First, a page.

Your Business Future


Walmart has always been a master at logistics and, in the aftermath of Katrina, was able to marshall its might and get supplies to the masses long before the government agencies could. In the process, the Big W stumbled upon a mighty truth. Doing good is good for business.


First, they tackled ‘zero packaging waste.’ As a supplier to one of Walmart’s Canadian vendors, my production facility was thrown into complete disarray, trying to remove all the excess packaging to meet their ‘outlandish’ targets. Any company interested in keeping that Walmart account met those targets — on time and budget. And yes, my team delivered massively and saved the day. More importantly, many other companies quickly followed suit, and we consumers are now quite picky about the amount of superfluous packaging we buy with our goods.

Then in the fall of 2019

Thomas Cook, the travel company, formed in 1841, collapsed. It did not declare bankruptcy — it COLLAPSED. Overnight, 178 years went poof because too many someones through the years did not keep checking for the changes swirling in the air and make the necessary adjustments. Sadly, Thomas Cook won’t be the only one. There would be more collapses. Very soon.

Where Does Your Culture Sit?

Less than 1/3 of your employees are engaged if your company is like too many! This means they have no idea, much less care about what you and your enterprise are all about. And they won’t be happy to go that extra mile for you any time soon. Pop quiz. Do you believe more than 50% of your non-DNA family employees would drop their plans for just one Saturday or Sunday FOR FREE and join you at your community-building event/idea? If you answered no, keep reading.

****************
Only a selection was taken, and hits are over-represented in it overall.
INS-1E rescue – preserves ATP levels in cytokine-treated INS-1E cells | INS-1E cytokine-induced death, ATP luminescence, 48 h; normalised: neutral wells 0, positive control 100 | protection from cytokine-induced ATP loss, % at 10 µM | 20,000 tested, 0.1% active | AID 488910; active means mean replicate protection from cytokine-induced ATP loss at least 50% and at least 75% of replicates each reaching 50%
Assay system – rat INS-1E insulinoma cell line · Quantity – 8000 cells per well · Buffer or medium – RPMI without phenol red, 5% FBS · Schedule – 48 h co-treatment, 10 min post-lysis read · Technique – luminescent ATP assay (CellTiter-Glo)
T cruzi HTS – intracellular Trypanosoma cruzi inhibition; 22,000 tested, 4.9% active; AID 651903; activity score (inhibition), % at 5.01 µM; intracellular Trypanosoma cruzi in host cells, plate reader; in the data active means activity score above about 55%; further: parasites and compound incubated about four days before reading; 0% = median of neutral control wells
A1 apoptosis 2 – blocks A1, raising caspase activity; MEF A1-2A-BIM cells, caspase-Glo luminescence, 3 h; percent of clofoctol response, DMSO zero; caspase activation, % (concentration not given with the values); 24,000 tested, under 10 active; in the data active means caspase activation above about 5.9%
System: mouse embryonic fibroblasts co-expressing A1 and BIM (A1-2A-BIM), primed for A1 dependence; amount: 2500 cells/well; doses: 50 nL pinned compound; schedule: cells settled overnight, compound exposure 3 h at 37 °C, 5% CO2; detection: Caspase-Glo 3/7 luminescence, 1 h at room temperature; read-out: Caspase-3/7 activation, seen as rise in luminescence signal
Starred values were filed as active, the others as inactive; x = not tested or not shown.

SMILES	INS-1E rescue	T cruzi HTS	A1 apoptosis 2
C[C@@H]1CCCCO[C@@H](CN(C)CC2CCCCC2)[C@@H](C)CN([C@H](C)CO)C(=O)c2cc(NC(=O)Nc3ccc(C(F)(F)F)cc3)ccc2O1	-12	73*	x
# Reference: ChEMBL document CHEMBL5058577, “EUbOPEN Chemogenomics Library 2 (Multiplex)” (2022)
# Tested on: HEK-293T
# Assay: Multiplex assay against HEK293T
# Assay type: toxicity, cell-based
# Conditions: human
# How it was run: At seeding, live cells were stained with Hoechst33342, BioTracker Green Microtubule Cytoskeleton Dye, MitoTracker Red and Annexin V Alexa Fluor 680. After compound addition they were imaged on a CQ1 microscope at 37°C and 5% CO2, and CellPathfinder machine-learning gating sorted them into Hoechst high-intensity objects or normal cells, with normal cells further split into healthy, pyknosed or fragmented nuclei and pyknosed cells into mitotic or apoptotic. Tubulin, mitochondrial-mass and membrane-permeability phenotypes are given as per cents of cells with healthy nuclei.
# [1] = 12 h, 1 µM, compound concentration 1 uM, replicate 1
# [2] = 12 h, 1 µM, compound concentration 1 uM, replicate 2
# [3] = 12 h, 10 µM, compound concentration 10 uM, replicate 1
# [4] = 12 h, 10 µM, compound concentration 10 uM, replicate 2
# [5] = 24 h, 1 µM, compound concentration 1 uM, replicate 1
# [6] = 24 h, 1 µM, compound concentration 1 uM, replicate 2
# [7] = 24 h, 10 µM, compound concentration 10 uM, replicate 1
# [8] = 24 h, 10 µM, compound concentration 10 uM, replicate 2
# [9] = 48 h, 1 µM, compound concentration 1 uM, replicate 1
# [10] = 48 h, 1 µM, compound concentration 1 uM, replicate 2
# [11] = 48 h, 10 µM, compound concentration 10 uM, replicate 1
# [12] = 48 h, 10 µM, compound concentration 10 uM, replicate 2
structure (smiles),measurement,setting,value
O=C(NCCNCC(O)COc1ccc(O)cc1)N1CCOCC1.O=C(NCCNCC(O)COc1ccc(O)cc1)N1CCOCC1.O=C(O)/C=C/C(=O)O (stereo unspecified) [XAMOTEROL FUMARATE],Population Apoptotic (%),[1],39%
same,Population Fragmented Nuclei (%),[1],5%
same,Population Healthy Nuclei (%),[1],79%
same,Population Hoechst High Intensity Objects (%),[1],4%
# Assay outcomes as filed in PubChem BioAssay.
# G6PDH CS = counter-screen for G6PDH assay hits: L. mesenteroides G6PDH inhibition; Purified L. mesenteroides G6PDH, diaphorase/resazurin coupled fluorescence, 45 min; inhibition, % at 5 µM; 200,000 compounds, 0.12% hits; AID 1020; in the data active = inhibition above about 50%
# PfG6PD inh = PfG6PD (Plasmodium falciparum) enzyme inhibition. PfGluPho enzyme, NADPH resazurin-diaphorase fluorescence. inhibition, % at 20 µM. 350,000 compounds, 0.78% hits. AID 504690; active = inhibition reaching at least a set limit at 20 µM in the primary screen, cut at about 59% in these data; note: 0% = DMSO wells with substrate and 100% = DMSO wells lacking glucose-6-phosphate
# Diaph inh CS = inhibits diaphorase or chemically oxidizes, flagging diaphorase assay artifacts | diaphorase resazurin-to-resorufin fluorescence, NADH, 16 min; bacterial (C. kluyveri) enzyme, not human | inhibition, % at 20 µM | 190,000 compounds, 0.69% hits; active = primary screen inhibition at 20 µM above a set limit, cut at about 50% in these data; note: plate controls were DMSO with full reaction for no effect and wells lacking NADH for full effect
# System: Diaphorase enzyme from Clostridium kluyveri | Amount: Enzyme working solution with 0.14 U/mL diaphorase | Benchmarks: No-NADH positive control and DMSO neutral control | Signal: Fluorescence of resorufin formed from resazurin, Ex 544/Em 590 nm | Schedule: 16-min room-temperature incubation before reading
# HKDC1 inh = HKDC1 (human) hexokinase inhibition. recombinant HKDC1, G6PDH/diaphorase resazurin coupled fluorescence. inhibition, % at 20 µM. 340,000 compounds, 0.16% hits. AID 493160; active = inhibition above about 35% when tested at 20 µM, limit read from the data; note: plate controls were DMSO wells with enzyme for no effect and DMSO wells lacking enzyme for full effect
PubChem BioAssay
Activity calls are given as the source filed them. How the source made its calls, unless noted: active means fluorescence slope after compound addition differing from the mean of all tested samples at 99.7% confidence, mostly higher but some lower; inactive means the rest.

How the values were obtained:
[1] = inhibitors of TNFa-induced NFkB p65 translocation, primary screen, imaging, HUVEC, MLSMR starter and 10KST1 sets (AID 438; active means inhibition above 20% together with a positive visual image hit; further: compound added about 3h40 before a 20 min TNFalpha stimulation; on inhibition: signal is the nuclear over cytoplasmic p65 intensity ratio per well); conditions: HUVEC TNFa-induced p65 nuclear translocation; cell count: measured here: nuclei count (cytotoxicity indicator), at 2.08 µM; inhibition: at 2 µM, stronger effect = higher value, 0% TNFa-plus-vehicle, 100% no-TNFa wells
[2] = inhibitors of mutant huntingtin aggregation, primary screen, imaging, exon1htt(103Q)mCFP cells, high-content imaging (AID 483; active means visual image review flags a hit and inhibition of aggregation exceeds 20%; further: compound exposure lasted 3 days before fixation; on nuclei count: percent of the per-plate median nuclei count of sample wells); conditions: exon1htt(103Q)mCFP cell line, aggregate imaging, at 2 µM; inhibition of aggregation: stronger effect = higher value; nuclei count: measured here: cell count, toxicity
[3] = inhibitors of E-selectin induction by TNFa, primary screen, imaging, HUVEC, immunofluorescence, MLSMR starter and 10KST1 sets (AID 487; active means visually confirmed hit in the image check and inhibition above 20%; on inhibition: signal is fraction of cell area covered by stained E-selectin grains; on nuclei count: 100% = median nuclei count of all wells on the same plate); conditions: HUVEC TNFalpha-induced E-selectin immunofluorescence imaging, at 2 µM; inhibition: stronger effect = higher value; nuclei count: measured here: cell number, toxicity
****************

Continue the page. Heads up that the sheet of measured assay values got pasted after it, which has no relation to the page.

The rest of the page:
There are Easy Ways Forward

For decades, I have been beating a tom-tom about putting people first, profits second. I am not the only one. For the last ten years, I have been helping pragmatic executives adjust their thinking and their outlook based on practical and empirical evidence. I am not the only one. You know the Bullet Proof Trifecta: Make love to your customers. Have incredibly simple processes. Be an upstanding community citizen. Again, I am not the only one.

The Rip Saw

Supposedly, going against the grain is really difficult.
It turns out, though, that it’s far more dangerous to cut with a rip saw, a blade that goes along the grain. It often leads to a botched project. When you’re cutting across the grain, you know exactly what to expect and won’t get surprised by a patch of resistance you didn’t expect.

That First Baby Step

Let’s get back to you and your business. One question I hear frequently is how do I start? Followed by “Where do I start? What do I start with first? Because I sure don’t want to destroy what’s working!”



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